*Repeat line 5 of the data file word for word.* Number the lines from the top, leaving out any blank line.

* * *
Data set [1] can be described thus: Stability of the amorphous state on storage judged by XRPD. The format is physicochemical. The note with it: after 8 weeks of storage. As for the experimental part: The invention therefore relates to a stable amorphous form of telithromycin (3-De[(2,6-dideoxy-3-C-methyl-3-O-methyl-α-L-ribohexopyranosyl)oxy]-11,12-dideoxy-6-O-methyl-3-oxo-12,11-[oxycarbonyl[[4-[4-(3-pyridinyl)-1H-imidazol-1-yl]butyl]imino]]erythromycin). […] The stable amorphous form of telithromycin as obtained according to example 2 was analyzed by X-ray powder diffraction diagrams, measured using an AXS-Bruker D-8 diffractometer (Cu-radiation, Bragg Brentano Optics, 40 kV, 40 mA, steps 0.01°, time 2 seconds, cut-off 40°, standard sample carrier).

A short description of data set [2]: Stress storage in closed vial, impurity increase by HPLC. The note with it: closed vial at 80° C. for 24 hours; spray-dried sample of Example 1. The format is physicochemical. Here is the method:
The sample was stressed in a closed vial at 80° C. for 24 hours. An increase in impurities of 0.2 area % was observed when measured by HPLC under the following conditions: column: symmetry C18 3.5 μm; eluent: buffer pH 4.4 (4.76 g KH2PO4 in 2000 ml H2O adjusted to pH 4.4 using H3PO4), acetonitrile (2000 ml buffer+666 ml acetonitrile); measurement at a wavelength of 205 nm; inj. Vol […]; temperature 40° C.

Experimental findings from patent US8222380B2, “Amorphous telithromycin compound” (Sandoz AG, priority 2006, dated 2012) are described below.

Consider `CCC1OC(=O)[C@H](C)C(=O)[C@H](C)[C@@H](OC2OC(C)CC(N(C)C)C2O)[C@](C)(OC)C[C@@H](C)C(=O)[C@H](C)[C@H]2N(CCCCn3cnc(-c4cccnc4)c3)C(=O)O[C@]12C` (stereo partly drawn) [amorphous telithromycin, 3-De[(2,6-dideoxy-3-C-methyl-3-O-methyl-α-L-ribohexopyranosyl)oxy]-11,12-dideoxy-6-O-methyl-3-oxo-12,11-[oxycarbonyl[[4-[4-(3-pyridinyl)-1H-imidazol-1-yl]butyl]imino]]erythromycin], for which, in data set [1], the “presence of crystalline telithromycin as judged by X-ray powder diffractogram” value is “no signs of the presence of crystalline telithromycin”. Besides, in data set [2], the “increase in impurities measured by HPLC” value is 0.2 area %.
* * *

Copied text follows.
Consider `CCC1OC(=O)[C@H](C)C(=O)[C@H](C)[C@@H](OC2OC(C)CC(N(C)C)C2O)[C@](C)(OC)C[C@@H](C)C(=O)[C@H](C)[C@H]2N(CCCCn3cnc(-c4cccnc4)c3)C(=O)O[C@]12C` (stereo partly drawn) [amorphous telithromycin, 3-De[(2,6-dideoxy-3-C-methyl-3-O-methyl-α-L-ribohexopyranosyl)oxy]-11,12-dideoxy-6-O-methyl-3-oxo-12,11-[oxycarbonyl[[4-[4-(3-pyridinyl)-1H-imidazol-1-yl]butyl]imino]]erythromycin], for which, in data set [1], the “presence of crystalline telithromycin as judged by X-ray powder diffractogram” value is “no signs of the presence of crystalline telithromycin”. Besides, in data set [2], the “increase in impurities measured by HPLC” value is 0.2 area %.